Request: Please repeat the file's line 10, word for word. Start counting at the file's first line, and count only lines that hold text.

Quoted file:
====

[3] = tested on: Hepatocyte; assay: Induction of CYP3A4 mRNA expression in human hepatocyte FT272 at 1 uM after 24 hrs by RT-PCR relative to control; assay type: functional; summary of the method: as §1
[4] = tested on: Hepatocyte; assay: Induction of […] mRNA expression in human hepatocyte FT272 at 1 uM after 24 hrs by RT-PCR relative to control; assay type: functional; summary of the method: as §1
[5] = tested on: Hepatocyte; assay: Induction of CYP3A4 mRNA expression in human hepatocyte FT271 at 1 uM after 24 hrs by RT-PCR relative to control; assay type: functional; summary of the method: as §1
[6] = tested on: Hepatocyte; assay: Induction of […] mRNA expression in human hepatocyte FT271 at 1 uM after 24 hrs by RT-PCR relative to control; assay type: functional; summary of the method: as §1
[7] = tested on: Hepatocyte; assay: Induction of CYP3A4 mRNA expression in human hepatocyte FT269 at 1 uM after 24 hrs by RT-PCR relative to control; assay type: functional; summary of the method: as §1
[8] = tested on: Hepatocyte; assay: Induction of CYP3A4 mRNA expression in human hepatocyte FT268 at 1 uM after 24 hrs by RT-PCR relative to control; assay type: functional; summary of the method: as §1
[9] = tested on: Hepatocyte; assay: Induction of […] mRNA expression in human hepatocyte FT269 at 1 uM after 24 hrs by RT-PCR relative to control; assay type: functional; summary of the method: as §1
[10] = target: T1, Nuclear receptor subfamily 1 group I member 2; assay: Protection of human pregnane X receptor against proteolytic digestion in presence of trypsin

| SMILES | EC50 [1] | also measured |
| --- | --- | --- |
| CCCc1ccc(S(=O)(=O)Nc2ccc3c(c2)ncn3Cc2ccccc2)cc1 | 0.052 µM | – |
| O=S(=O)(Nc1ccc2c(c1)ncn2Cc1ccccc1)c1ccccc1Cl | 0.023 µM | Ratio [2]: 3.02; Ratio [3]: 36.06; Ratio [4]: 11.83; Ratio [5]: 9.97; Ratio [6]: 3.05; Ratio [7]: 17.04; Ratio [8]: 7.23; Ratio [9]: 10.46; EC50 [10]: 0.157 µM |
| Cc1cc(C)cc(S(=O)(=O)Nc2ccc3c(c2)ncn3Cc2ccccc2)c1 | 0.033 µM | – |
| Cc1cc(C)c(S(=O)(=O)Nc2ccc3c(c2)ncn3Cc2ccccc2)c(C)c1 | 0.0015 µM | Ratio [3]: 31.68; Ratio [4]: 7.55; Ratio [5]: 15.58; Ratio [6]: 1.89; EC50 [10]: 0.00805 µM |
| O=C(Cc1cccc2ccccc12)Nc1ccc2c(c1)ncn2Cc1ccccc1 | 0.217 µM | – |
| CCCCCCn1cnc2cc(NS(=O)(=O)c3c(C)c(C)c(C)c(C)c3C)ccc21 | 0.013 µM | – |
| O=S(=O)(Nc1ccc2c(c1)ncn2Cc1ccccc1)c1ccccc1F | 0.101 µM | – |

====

| --- | --- | --- |